The church, situated not far from the marketplace, featuring two towering gables, ranks among the most interesting gothic sacral buildings in Wielkopolska. Founded by the brothers Dobrogost and Wincenty Świdwa-Szamotulski and built 1423–1431, it replaced an earlier wooden structure. Initially single-nave, the temple was redeveloped in 16th century by Łukasz Górka.
The interior of this beautiful three-nave temple, featuring a basilica layout, comprises certain historical monuments of interest, with the excelling unique gothic crucifix from around 1370, placed on the rood beam. Underneath it, on the northern pillar, there is an interesting renaissance tombstone of Jakub Rokossowski, Grand Treasurer of the Crown, made circa 1580 by Hieronim Canavesi, the well-known artist of Italian origin who was active in Poland. The central section of a late-renaissance main altar holds a painting featuring the scene of Deposition from the Cross by Luca Giordano. A beautifully embellished sanctuary lamp, donated by King John Casimir, is placed in front of it.
A valuable bronze headstone of the last of the Szamotulski family, Andrzej, is placed on the southern nave’s wall; it was made by the famous Vischer atelier in Nuremberg. Similarly to the Poznań cathedral headstones, it was pillaged by the Nazis during World War 2 and long deemed lost afterwards. Discovered in St. Petersburg’s Hermitage museum storerooms, it returned home in early 1990s.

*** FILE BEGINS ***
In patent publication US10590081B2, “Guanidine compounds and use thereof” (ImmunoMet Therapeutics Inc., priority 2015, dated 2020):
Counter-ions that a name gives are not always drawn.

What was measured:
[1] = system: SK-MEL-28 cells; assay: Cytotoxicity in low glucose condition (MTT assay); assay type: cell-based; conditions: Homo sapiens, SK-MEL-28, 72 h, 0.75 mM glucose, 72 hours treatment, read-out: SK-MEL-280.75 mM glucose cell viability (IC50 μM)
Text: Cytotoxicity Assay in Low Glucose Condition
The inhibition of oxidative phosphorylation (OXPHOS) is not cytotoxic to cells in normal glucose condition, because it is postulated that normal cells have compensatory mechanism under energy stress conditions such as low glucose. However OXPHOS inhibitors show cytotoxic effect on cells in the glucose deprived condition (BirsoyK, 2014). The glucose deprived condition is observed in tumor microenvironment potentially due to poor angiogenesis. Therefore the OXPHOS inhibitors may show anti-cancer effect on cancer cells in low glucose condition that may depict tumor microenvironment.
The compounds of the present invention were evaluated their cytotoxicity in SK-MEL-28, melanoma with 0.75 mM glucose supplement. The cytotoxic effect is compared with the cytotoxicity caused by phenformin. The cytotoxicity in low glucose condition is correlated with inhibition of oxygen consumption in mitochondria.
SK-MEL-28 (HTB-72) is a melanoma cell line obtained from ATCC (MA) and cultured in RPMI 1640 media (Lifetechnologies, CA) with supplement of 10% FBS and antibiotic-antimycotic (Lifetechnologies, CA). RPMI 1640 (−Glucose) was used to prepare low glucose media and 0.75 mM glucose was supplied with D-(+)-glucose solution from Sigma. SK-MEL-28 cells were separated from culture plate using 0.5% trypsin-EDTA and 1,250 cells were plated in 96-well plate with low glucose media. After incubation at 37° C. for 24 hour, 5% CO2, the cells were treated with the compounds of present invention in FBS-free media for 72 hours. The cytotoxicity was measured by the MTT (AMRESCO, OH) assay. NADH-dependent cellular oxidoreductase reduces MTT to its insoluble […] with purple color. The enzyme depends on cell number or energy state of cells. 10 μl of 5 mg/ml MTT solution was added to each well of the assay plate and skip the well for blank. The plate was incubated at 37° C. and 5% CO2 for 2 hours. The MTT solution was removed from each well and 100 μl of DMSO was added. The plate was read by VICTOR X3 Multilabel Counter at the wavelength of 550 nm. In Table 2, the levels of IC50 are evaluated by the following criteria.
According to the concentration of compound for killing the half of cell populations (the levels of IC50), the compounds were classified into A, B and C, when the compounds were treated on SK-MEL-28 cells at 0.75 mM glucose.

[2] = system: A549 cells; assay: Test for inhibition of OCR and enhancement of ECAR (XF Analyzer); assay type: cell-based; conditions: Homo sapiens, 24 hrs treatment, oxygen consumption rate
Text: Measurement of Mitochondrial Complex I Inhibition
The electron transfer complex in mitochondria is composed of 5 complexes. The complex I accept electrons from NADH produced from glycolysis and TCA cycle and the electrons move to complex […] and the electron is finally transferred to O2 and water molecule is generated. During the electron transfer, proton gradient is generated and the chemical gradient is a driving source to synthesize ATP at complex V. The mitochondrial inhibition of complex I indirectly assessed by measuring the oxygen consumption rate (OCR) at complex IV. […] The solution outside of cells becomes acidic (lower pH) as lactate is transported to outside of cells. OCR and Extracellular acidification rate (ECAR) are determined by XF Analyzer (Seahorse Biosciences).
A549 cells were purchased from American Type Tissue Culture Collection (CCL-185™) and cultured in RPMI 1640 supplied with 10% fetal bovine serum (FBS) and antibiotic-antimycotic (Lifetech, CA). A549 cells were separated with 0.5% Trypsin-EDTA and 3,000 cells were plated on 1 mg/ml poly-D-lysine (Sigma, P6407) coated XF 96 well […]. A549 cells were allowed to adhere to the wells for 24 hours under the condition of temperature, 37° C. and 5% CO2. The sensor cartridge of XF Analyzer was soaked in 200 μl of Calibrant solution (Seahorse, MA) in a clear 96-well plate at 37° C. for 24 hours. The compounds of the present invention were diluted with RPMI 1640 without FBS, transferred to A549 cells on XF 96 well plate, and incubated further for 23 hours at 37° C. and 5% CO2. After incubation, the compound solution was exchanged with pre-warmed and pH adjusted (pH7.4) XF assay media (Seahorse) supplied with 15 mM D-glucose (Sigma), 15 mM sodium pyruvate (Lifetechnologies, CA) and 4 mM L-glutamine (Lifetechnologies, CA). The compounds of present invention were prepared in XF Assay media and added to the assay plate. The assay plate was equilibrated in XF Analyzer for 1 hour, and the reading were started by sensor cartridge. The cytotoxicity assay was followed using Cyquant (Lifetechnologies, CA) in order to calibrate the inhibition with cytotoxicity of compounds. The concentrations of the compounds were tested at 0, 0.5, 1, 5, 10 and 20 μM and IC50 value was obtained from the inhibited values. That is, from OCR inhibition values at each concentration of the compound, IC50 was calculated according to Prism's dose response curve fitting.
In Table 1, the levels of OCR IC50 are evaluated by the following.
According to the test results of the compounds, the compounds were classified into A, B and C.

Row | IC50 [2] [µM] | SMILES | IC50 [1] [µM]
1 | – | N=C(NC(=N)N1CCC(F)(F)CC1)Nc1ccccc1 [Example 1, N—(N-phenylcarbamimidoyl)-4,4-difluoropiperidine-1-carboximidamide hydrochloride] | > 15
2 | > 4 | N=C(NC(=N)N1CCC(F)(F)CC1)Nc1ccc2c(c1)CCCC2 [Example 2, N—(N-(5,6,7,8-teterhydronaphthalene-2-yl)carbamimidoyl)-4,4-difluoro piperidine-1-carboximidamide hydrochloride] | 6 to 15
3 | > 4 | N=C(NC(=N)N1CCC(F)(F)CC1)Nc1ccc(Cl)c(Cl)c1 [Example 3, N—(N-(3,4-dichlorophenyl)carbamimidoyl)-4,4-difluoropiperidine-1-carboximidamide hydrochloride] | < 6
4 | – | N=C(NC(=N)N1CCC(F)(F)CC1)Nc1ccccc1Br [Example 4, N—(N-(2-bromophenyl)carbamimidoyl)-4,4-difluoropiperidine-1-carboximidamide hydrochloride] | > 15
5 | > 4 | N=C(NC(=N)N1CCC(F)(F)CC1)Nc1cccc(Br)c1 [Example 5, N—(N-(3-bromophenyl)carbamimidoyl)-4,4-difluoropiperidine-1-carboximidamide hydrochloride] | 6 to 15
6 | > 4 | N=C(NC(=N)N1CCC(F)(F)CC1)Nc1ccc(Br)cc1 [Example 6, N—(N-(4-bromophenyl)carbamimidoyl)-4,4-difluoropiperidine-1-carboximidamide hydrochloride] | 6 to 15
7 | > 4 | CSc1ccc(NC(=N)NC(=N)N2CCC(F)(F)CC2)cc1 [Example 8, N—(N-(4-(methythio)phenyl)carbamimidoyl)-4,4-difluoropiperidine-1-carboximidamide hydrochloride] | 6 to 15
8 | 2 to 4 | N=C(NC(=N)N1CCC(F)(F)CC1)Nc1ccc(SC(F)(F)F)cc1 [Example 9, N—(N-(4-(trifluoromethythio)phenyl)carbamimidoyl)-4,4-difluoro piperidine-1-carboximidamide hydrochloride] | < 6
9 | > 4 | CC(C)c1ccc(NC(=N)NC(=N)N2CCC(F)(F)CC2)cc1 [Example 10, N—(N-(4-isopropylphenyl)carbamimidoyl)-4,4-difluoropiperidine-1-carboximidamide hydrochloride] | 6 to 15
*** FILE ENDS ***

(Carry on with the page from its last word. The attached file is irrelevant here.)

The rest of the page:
The southern nave’s side altar is the location of a miraculous icon of Our Lady of Consolation, the Lady of Szamotuły. It is actually a Ruthenian icon from 1st half of 17th century, painted after the effigy of Our Lady (Theotokos) of Kazan. This benevolent image, the target of numerous pilgrimages, was crowned with papal crows in 1970. A sculpture of Christ by the Danish sculptor Bert Thorvaldsen is positioned in the northern nave.
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